What’s the best piece of advice you can give to any reefer?

BRS
Aquarium Specialty - dry goods & marine livestock
Aquarium Specialty - dry goods & marine livestock

SPS2020

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Great advice above!

Here's a few off the top of my head:

Set your lighting and leave it alone (at least 6 months to a year) before making adjustments.

Adjust one variable at a time or you will not know cause and effect.

The cost of the tank will probably be the least expensive piece of equipment.
 
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jmichaelh7

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I just want to formulate a good “code” to run by as I progress through this hobby. One of the greatest tips I got from a gentleman at my LFS was to “not turn my tank inside-out if one coral isn’t happy”
Patience.

I cannot stress this enough.

Every single reefer in this hobby most likely wants to change something or investigate when they suspect or think something "might" be wrong.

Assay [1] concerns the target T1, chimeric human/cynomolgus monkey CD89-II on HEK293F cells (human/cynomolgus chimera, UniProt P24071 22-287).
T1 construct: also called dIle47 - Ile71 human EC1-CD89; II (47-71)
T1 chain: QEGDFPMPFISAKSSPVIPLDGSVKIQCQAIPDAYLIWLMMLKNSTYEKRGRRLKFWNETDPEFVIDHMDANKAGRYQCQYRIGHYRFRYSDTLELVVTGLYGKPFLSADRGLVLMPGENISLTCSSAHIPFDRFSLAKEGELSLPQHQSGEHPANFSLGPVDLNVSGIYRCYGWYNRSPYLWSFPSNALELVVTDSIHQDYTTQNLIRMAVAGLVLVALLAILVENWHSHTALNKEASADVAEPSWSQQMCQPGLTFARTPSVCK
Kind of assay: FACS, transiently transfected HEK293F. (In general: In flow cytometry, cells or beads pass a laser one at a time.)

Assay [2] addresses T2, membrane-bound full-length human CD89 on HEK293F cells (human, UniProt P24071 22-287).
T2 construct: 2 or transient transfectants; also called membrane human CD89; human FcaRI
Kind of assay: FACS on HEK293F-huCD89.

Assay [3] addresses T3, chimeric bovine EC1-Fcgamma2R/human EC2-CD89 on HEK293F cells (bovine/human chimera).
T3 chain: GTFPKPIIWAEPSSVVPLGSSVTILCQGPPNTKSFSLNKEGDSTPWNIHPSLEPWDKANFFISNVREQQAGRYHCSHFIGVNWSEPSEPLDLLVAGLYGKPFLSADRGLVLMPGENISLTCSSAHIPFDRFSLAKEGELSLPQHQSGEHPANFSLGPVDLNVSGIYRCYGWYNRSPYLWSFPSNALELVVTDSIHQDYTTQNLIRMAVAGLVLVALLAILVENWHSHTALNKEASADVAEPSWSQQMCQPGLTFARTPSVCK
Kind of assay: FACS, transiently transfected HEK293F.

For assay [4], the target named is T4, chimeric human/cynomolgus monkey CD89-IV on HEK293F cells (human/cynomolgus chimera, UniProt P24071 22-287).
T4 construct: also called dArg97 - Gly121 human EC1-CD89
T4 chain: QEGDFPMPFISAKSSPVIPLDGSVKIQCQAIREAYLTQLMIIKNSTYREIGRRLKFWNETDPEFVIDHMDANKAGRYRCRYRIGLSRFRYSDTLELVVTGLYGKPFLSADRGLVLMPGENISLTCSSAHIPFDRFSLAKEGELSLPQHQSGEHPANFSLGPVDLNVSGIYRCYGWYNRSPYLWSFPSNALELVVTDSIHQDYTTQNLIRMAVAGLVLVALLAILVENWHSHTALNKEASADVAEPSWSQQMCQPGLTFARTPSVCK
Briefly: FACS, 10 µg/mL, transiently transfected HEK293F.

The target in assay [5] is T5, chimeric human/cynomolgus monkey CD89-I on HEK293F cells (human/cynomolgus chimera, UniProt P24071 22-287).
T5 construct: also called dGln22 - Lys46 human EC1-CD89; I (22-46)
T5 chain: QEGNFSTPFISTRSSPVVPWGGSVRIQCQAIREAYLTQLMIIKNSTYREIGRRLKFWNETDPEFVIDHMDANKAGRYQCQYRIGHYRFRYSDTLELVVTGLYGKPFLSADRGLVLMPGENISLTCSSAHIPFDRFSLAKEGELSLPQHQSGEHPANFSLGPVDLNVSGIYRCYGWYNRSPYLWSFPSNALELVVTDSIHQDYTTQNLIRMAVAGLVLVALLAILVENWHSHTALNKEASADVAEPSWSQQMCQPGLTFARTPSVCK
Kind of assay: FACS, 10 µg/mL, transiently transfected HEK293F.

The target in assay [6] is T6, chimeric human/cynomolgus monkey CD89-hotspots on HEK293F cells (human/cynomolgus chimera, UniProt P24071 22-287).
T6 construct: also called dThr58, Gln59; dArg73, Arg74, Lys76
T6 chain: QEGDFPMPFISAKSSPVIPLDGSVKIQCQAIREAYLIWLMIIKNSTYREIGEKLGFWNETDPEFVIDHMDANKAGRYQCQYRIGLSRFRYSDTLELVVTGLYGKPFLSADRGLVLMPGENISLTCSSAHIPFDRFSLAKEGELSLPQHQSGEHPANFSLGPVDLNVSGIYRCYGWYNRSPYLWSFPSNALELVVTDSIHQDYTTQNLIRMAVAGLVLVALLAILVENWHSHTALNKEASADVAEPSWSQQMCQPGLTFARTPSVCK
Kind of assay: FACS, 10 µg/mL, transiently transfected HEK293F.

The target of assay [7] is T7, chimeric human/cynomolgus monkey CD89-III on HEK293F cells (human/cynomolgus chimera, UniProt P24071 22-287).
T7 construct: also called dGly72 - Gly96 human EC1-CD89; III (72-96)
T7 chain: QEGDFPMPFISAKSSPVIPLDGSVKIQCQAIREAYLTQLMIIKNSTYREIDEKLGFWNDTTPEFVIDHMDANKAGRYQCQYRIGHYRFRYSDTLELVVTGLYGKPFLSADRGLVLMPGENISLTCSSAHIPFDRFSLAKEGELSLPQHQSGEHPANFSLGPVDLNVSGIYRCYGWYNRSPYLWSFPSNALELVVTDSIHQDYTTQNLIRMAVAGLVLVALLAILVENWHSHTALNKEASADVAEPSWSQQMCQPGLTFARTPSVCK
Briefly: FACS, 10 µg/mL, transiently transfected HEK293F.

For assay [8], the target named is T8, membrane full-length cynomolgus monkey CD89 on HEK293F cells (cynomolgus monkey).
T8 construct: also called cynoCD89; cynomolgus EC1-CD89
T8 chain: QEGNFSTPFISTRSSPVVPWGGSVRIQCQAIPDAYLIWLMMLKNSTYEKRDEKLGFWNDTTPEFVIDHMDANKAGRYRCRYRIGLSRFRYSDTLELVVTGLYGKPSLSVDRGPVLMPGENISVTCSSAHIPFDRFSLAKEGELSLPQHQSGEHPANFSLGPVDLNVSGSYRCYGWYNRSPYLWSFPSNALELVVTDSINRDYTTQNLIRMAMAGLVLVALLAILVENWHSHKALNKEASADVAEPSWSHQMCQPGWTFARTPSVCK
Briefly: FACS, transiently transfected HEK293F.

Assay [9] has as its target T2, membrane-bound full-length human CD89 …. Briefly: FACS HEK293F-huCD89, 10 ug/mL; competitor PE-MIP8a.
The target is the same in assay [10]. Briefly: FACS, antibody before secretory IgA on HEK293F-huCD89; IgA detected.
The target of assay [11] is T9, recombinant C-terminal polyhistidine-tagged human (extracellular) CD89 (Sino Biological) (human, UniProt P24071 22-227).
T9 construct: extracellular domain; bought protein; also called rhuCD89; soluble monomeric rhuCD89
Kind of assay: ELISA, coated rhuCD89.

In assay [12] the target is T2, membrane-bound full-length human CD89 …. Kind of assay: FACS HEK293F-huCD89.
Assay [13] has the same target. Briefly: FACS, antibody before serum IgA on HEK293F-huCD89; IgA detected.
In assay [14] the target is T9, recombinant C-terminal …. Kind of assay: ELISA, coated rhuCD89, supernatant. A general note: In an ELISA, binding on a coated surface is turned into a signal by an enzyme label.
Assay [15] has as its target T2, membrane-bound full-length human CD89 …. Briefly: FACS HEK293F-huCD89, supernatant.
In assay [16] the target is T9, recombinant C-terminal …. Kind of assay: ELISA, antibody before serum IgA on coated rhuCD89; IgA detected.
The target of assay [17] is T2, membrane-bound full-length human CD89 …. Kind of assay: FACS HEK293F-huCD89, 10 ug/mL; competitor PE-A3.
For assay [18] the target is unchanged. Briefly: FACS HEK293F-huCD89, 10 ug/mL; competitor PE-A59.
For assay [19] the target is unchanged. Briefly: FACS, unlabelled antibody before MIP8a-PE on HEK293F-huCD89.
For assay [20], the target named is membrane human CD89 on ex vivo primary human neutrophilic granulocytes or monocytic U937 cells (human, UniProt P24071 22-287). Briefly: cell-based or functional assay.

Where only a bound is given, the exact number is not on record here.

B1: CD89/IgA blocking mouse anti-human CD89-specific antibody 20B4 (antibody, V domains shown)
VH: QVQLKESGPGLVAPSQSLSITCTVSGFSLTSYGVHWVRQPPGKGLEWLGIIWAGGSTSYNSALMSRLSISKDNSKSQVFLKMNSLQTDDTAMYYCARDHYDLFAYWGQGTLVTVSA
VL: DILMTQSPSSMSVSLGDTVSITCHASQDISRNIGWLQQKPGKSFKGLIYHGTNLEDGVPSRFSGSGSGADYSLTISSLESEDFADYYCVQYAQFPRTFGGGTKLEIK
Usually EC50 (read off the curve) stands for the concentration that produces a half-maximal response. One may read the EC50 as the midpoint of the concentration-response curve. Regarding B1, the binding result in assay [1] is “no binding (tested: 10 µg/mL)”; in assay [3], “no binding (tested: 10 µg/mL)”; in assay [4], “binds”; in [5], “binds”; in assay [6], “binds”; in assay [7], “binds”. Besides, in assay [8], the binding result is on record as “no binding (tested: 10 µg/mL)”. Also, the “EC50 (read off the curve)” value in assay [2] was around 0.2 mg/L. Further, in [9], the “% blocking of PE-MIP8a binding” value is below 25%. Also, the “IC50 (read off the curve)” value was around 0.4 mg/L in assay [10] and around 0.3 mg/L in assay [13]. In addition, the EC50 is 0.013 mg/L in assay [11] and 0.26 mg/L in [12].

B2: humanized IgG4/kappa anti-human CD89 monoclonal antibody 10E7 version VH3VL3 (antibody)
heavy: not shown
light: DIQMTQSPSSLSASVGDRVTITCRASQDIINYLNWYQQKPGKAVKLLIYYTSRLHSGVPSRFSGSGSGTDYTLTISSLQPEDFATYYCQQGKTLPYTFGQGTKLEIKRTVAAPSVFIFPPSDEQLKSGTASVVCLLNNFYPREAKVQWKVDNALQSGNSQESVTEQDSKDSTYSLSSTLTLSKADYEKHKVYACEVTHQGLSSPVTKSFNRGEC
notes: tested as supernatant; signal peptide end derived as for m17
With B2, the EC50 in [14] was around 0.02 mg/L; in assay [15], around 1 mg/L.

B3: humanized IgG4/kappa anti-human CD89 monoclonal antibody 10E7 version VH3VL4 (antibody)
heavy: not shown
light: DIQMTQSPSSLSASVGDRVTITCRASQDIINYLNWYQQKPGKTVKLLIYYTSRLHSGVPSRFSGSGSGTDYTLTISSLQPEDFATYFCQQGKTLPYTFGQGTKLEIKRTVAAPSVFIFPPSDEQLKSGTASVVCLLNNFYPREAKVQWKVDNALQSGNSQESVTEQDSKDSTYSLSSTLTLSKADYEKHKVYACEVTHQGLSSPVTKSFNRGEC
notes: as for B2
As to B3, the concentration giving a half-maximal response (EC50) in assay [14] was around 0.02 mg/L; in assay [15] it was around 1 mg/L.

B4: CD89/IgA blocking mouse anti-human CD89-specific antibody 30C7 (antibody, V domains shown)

Let mother nature take it's course, unless it requires immediate intervention
 

90's reefer

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Best advice after 30 years of reefing is to have a plan from day one.
Pick the kind of system you want.
Pick your desired parameter levels.
Now focus on keeping everthing in your set range.
 

Biokabe

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NEVER tell your significant other how much you have spent.

I get that it's a popular joke, but IMO this is actually really, really bad advice. My wife knows everything I spend on the tank. The tank has never caused any friction in our marriage, other than when I don't clean up after it, and in fact now she might even enjoy it more than I do. If I hadn't been honest about the tank, I could easily see it causing some problems.

For actual advice... well, patience is a good one. There's a reason it's in my signature. But the actual advice I'm going to give is this:

Don't try to avoid water changes. Do what you can to make them as easy as possible, but don't try to use any of the water change-free reefing methods until you really know what you're doing. Of course you can ignore that advice and have success; many people have. But eliminating water changes requires you to keep your tank in balance with both nutrient export and parameter maintenance, and doing that on top of learning how to keep a reef tank is just increasing the difficulty of your tank in exchange for a small cost-savings to an expensive hobby, and a somewhat larger decrease in your regular maintenance.

In my experience, it's not an exchange that's worth it when you're getting started.
 
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